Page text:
By Tony Parra: PNT Staff Writer
New Mexico legislators took a look at what could be the future of public education when they took a tour on Wednesday of facilities which will be used for the online courses at Portales High School.
Sen. Stuart Ingle (R-Portales) and the senate majority leader, Sen. Gay Kernan (R-Hobbs) and Rep. Brian Moore (R-Clayton) met with Portales Schools administrators to view the facility which will house the online courses and the facilities which will be used for the Broad Horizons Educational Center students.
Rep. Keith Gardner (R-Roswell) said he plans to take a tour of the facility and meet with administrators on Wednesday.
“I had concerns about the ethics since it has never been done before.” Gardner said. “What are the results? If it doesn’t work the money can go elsewhere to other programs, but I think we have good people in Portales who will be running it.”
Gardner was able to attain $50,000 through the Legislature for the program. He said the $50,000 will be given annually.
Portales High School will start offering online classes in August so students can take core classes, such as English, math, science and history from home.
“We’re on the edge of technology,” Moore said. “This allows home-schooled kids get an education. Some students in rural areas don’t have access to certain classes. This will give them the opportunity to take those classes.”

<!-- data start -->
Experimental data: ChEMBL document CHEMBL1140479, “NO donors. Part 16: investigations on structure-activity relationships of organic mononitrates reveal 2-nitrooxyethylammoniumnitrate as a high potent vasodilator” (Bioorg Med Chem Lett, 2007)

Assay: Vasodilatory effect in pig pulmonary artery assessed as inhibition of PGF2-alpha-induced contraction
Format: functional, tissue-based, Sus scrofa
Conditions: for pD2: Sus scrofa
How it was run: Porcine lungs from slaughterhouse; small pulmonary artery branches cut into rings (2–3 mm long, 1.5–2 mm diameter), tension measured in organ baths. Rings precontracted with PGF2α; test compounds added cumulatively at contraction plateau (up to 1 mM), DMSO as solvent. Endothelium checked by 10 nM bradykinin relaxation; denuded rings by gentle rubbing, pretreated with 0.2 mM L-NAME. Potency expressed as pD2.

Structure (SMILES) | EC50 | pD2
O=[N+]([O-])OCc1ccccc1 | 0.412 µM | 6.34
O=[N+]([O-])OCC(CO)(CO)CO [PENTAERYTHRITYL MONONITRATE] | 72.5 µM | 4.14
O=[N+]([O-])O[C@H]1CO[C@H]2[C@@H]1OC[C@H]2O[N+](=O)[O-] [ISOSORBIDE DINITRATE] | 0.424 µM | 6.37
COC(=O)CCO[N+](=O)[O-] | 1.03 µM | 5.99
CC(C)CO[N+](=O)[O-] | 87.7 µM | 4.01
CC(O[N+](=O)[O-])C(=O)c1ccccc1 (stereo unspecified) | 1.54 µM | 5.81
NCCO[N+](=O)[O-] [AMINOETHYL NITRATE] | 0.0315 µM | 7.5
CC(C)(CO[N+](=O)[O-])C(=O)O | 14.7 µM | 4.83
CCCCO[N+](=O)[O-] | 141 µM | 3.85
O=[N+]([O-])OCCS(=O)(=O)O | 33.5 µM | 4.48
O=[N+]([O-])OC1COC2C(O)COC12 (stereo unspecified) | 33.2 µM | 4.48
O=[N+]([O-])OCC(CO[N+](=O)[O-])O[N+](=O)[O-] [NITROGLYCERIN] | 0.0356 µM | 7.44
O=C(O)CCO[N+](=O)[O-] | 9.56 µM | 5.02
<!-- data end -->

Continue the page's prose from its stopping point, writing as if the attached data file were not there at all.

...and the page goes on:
Portales High Principal Melvin Nusser has said the program provides students the option of a different classroom setting to learn and will also give home-school students the opportunity to earn a PHS diploma.
Kernan asked about the capabilities of the student’s personal computers from home.
Director of Technology Mike Rackler said that would depend on the speed of the students’ individual Internet service and their computers. The Internet service will be through Yucca Telecommunications, Rackler said, and a software program called Tegrity will be used. Rackler said the speed will be determined by whether students have dial-up Internet or some other capability.
“The first few weeks we’ll bring children in for training,” Rackler said. “We’ll also have 40 loaners (computers) for the program.”
The instruction is pre-recorded and students can communicate with their teachers electronically, Nusser said. Nusser said school administrators decided to have only audio with the presentation and not video to prevent problems with slow loading times.
State-mandated tests will be completed on campus, and teachers may require some tests to be completed on campus. The students will still be required to have a two-hour homeroom session for a minimum of four weeks to help monitor the students from Monday through Thursday at the start of the semester.
“I think it’s a great program,” Ingle said. “We’ve got good people who are thinking ahead — a good administration that looks at new ideas and has the guts to go forward.”
James Holloway, superintendent of schools, said legislators have helped bring money for renovation of the auditorium and the online program. Holloway said the construction on the building which will have the online courses and BHEC classes is ahead of schedule. He said the construction will be completed by the early summer.
“I can’t tell you enough how much our legislators have helped us,” Mike Miller, lobbyist and city councilor, said. “Our legislators are in a great position to help the schools, county and city. They’ve responded to our needs.”